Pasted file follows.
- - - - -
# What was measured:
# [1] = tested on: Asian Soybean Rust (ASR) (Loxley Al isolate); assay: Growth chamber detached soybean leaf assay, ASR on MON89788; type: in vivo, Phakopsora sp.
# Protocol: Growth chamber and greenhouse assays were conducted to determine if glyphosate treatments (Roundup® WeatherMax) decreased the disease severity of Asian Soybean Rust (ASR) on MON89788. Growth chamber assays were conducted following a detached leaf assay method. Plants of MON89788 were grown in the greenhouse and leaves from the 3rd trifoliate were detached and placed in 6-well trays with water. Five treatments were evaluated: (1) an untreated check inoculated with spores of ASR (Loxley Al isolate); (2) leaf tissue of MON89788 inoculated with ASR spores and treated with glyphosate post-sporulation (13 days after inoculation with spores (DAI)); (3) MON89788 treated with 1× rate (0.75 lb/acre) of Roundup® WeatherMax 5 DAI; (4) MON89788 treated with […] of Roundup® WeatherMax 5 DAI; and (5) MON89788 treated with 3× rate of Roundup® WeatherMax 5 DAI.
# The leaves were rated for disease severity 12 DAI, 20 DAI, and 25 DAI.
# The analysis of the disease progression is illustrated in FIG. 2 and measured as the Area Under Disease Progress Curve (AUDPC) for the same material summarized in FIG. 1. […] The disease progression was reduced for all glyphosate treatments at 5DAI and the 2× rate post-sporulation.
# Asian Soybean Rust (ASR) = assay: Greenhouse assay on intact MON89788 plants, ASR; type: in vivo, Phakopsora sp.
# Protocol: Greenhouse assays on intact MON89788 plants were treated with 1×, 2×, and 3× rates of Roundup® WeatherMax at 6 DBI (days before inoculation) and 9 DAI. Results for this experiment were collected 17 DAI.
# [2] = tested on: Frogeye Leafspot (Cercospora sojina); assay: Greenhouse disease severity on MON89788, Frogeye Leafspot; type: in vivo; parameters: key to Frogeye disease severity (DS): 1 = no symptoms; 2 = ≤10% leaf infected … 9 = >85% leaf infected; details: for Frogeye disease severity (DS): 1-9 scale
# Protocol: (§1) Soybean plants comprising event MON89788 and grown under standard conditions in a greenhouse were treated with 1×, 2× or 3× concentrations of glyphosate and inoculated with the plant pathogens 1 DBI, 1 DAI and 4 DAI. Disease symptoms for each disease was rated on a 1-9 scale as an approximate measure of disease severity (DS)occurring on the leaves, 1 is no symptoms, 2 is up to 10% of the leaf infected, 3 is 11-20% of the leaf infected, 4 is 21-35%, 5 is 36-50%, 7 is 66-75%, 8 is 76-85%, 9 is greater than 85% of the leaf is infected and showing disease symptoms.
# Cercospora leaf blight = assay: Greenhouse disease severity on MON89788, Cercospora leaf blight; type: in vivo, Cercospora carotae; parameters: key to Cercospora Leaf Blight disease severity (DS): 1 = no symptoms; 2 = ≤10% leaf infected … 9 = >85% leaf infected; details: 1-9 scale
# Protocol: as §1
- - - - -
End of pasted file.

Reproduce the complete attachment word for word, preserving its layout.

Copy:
# What was measured:
# [1] = tested on: Asian Soybean Rust (ASR) (Loxley Al isolate); assay: Growth chamber detached soybean leaf assay, ASR on MON89788; type: in vivo, Phakopsora sp.
# Protocol: Growth chamber and greenhouse assays were conducted to determine if glyphosate treatments (Roundup® WeatherMax) decreased the disease severity of Asian Soybean Rust (ASR) on MON89788. Growth chamber assays were conducted following a detached leaf assay method. Plants of MON89788 were grown in the greenhouse and leaves from the 3rd trifoliate were detached and placed in 6-well trays with water. Five treatments were evaluated: (1) an untreated check inoculated with spores of ASR (Loxley Al isolate); (2) leaf tissue of MON89788 inoculated with ASR spores and treated with glyphosate post-sporulation (13 days after inoculation with spores (DAI)); (3) MON89788 treated with 1× rate (0.75 lb/acre) of Roundup® WeatherMax 5 DAI; (4) MON89788 treated with […] of Roundup® WeatherMax 5 DAI; and (5) MON89788 treated with 3× rate of Roundup® WeatherMax 5 DAI.
# The leaves were rated for disease severity 12 DAI, 20 DAI, and 25 DAI.
# The analysis of the disease progression is illustrated in FIG. 2 and measured as the Area Under Disease Progress Curve (AUDPC) for the same material summarized in FIG. 1. […] The disease progression was reduced for all glyphosate treatments at 5DAI and the 2× rate post-sporulation.
# Asian Soybean Rust (ASR) = assay: Greenhouse assay on intact MON89788 plants, ASR; type: in vivo, Phakopsora sp.
# Protocol: Greenhouse assays on intact MON89788 plants were treated with 1×, 2×, and 3× rates of Roundup® WeatherMax at 6 DBI (days before inoculation) and 9 DAI. Results for this experiment were collected 17 DAI.
# [2] = tested on: Frogeye Leafspot (Cercospora sojina); assay: Greenhouse disease severity on MON89788, Frogeye Leafspot; type: in vivo; parameters: key to Frogeye disease severity (DS): 1 = no symptoms; 2 = ≤10% leaf infected … 9 = >85% leaf infected; details: for Frogeye disease severity (DS): 1-9 scale
# Protocol: (§1) Soybean plants comprising event MON89788 and grown under standard conditions in a greenhouse were treated with 1×, 2× or 3× concentrations of glyphosate and inoculated with the plant pathogens 1 DBI, 1 DAI and 4 DAI. Disease symptoms for each disease was rated on a 1-9 scale as an approximate measure of disease severity (DS)occurring on the leaves, 1 is no symptoms, 2 is up to 10% of the leaf infected, 3 is 11-20% of the leaf infected, 4 is 21-35%, 5 is 36-50%, 7 is 66-75%, 8 is 76-85%, 9 is greater than 85% of the leaf is infected and showing disease symptoms.
# Cercospora leaf blight = assay: Greenhouse disease severity on MON89788, Cercospora leaf blight; type: in vivo, Cercospora carotae; parameters: key to Cercospora Leaf Blight disease severity (DS): 1 = no symptoms; 2 = ≤10% leaf infected … 9 = >85% leaf infected; details: 1-9 scale
# Protocol: as §1